The investigation into the collapse of a Lower Manhattan parking garage last April is still underway. A Jan. 2 notice published in The City Record identified LERA Consulting Structural Engineers RLLP as the engineering firm assisting with the probe. 

The New York City Dept. of Buildings (DOB) selected LERA, and the firm began working on the investigation, earlier in 2023 under an emergency solicitation following the April 18 collapse at 57 Ann Street, according to Andrew Rudansky, DOB press secretary.

DOB hired LERA to produce a cause and origin report determining factors that contributed to the collapse. The price of the contract is just under $1 million, according to the notice. 

LERA’s work includes documenting and analyzing the structural and foundation elements, preparing plans and reviewing historic records, according to the notice. A representative from the firm declined to comment, deferring to DOB.

Rudansky said in an email that the report is part of DOB and law enforcement’s larger investigation into the incident. He declined to share any findings, as the investigation is ongoing. 

The three-story garage “pancaked” down to the cellar floor, Kazimir Vilenchik, who was the DOB's acting commissioner at the time of the collapse, told reporters following the incident. Willis Moore, the garage’s manager, was killed. 

A preliminary probe suggested that the age of the structure originally built in the 1920s and the amount of weight on the roof may have contributed to the collapse, Fire Dept. officials said in the days following the incident. The building’s certificate of occupancy was modified in 1957 to allow parking on the roof, but only with live loads of up to 75 lb per sq ft, compared to 120 lb per sq ft on the lower levels.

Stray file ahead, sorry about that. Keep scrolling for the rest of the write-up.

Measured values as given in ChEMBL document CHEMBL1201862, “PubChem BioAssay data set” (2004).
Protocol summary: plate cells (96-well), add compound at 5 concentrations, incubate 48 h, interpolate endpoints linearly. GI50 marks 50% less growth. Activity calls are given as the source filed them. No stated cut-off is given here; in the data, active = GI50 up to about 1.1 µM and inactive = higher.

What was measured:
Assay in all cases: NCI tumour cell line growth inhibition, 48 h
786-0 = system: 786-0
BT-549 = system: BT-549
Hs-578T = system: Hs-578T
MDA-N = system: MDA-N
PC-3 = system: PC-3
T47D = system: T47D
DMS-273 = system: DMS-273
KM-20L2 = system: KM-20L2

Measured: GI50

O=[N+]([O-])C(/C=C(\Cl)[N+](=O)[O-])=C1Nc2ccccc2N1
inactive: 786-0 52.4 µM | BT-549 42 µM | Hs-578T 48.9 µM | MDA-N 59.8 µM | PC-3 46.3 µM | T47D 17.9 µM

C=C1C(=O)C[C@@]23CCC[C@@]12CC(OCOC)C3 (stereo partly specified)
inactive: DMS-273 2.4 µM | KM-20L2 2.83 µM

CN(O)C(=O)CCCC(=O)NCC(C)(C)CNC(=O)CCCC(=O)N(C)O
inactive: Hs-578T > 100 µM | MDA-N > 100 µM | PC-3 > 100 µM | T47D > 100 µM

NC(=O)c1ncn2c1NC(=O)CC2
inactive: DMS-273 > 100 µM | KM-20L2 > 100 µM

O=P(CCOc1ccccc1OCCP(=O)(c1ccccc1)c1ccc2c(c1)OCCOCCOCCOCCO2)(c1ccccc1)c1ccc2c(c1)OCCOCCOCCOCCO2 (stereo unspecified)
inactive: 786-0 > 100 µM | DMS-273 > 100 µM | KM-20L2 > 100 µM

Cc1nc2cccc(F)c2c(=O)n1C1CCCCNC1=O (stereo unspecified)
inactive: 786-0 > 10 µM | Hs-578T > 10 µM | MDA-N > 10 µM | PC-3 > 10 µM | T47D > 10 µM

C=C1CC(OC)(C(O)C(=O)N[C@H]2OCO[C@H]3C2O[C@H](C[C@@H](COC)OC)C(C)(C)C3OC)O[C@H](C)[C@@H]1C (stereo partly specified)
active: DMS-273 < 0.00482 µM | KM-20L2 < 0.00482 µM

The collapse came in the months ahead of a deadline for parking structure owners in much of Manhattan to undergo inspections under NYC Local Law 126. Parking structures in other parts of the city have deadlines running through the end of 2027 for their inspections, though DOB added a requirement for an initial visual inspection last fall with the goal of accelerating the timeline and preventing a similar collapse.

In November, a garage in Hell’s Kitchen was shuttered for repairs and Amtrak train service running below it was temporarily suspended after an engineer working for the building’s owner discovered various defects, including a hole in a ramp through which the railroad could be seen below. 

A city parking structure inspections map shows reports are still pending for most parking structures in Manhattan as well as the outer boroughs where the deadline has not yet passed. Dozens of structures listed on the map are identified as being “unsafe” or needing repairs and engineering monitoring.